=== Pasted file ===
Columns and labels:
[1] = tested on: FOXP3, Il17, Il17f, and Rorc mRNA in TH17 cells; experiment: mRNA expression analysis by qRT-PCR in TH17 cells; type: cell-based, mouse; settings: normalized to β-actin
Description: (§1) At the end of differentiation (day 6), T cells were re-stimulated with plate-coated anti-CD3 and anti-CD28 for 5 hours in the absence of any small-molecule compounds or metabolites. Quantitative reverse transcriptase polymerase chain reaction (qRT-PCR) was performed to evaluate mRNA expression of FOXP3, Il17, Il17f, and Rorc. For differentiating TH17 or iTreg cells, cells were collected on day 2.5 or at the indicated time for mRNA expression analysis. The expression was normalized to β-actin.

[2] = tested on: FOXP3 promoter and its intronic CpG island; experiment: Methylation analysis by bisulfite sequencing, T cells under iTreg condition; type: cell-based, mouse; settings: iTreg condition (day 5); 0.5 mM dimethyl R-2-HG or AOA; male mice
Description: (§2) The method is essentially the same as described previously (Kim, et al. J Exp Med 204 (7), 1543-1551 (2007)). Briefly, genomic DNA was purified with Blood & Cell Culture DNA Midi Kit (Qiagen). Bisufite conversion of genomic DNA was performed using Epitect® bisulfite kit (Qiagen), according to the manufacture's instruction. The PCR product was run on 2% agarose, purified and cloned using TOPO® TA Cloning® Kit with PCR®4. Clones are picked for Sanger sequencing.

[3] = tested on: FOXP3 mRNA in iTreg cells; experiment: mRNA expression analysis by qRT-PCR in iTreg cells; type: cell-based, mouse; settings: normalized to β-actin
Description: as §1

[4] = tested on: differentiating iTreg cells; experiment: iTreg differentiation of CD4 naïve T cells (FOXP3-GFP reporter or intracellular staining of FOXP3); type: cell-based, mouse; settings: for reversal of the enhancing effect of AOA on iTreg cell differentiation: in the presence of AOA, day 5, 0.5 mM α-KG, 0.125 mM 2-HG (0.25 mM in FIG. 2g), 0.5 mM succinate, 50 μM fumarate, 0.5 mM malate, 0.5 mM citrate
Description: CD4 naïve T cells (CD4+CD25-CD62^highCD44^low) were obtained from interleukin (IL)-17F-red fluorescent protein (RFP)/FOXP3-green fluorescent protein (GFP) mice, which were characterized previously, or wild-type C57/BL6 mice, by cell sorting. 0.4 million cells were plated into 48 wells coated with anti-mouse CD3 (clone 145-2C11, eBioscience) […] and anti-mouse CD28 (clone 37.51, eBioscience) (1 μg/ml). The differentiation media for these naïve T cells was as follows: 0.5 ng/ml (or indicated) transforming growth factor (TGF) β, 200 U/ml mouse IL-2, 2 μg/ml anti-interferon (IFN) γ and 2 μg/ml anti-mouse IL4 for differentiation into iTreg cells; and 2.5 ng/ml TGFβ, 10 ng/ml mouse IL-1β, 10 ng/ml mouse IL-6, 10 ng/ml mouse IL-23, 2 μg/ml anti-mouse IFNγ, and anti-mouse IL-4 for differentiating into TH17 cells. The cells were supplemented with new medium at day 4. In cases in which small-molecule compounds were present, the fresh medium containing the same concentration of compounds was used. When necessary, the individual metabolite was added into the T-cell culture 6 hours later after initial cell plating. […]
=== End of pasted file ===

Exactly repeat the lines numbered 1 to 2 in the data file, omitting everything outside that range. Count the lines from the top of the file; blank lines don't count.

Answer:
Columns and labels:
[1] = tested on: FOXP3, Il17, Il17f, and Rorc mRNA in TH17 cells; experiment: mRNA expression analysis by qRT-PCR in TH17 cells; type: cell-based, mouse; settings: normalized to β-actin